The Interchange Model is our approach to equipping people who have offended to make better choices.
It has a strong theoretical base, and is grounded in the latest and best research on what works in promoting desistance and reducing re-offending. It was developed with the support of Manchester Metropolitan University, who continue to evaluate its effectiveness in practice.
Focus on strengths and responsibility
The model itself is simple. It follows the offender journey using three core activities:
- Interact: assessing, reviewing, enforcing, referring and co-designing a journey plan with the offender
- Intervene: delivering interventions to support change and deliver the sentence
- Integrate: activities designed to integrate offenders into their communities and the available resources
A key part of the model is a move away from focusing on service user’s problems or barriers to rehabilitation and focusing on their strengths and opportunities. This approach encourages individual responsibility and active citizenship, as change is about looking towards the future.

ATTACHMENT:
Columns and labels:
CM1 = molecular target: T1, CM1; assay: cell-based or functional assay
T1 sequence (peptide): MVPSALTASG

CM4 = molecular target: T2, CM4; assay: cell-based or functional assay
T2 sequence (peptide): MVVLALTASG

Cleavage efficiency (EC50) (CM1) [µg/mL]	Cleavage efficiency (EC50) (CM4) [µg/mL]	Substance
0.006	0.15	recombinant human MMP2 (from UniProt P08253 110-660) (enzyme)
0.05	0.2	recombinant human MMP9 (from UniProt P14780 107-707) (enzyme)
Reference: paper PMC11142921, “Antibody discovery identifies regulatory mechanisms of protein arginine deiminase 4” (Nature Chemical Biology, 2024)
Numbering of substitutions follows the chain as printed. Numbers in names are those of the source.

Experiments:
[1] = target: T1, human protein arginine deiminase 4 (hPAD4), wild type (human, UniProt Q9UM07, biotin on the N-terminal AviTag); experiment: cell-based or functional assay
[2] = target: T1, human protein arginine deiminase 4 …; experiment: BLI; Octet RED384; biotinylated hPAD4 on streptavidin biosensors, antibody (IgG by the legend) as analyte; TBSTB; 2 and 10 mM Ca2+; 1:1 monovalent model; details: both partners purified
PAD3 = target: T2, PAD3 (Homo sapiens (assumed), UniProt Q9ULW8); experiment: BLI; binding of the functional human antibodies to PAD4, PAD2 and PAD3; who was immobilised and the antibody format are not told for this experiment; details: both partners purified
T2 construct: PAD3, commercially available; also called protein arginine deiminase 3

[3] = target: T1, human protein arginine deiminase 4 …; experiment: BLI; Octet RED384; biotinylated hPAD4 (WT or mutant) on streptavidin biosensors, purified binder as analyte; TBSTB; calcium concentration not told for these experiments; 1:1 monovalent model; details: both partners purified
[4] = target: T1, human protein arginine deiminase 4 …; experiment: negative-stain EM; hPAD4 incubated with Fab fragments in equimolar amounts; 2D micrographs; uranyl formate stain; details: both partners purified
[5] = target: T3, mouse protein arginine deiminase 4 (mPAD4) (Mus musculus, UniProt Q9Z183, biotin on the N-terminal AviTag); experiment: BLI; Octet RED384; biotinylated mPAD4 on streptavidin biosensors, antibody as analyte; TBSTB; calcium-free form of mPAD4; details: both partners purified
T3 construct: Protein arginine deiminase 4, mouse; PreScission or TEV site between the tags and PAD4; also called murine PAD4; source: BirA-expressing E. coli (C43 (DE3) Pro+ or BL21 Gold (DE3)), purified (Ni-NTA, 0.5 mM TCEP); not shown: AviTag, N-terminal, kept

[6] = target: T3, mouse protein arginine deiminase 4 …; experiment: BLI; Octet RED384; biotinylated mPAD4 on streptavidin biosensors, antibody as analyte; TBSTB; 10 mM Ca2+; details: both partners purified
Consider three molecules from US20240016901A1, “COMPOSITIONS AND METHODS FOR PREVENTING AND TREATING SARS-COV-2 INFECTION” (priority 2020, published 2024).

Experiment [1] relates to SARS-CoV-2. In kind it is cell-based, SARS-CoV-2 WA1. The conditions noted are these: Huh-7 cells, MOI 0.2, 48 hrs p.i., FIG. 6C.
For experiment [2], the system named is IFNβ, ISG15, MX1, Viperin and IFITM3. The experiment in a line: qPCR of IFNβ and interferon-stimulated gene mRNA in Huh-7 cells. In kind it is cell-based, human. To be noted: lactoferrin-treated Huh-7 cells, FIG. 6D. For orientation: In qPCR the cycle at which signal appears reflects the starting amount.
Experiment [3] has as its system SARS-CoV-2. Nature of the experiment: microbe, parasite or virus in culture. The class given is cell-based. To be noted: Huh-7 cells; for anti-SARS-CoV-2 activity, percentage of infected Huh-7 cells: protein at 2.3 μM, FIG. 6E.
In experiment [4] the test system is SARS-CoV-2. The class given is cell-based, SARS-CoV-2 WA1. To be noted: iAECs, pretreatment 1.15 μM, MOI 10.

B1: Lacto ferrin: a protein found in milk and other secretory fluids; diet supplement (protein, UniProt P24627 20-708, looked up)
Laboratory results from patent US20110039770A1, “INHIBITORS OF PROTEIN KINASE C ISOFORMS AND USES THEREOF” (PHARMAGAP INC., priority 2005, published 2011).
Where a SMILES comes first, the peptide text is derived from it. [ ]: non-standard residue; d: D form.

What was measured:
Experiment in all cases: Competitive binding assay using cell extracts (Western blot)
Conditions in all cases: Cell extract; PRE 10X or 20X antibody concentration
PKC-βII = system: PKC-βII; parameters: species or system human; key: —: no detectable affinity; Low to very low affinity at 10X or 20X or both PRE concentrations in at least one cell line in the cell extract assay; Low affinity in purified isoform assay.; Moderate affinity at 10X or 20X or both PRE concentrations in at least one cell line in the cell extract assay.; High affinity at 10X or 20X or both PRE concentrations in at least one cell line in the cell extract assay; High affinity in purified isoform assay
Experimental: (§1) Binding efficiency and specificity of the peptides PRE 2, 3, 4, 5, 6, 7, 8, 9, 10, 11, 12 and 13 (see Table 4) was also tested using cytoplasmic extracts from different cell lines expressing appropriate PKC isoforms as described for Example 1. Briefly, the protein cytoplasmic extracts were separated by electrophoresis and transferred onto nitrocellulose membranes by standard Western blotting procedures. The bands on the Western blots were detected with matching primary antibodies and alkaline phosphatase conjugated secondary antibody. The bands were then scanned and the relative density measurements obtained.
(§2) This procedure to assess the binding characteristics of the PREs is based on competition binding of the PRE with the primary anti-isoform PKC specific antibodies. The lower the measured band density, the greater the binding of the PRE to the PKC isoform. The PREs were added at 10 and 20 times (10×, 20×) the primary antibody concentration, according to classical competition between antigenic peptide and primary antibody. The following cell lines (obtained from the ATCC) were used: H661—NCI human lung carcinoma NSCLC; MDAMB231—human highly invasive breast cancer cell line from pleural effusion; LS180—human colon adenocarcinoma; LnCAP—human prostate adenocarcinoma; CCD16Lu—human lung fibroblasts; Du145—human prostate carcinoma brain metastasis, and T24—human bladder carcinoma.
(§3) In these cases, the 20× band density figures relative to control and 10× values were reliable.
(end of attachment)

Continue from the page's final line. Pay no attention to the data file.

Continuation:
New ways of working
Evidence repeatedly shows that a purely punitive system can only achieve limited results. This is one reason why the Government brought into law the Offender Rehabilitation Act because it was recognised that simply sending people to jail for short sentences was not working.
Encouraging people to think of what goals they want to achieve and helping build steps and support that lead to achieving those goals is central to our approach.
The Interchange Model begins by introducing people to probation and supporting them to design a plan – one that can be continually updated and amended – which supports change.
Probation case managers support the individual in understanding what positive support networks exist in their community. For example, stopping certain behaviours may be linked to moving away from negative peer circles. If this is the case, then looking at positive alternatives is essential. This could be anything from enrolling in educational courses through to volunteering or working out at a gym. Establishing and maintaining positive networks before completing a period of probation is the key to this approach, as those support networks helps the individual to not re-offend.
Toward the end of the order or licence staff will then review progress with the individual, consider what achievements have been made and discuss what work still needs to be done. Exiting the service will include an evaluation and long-term goal setting.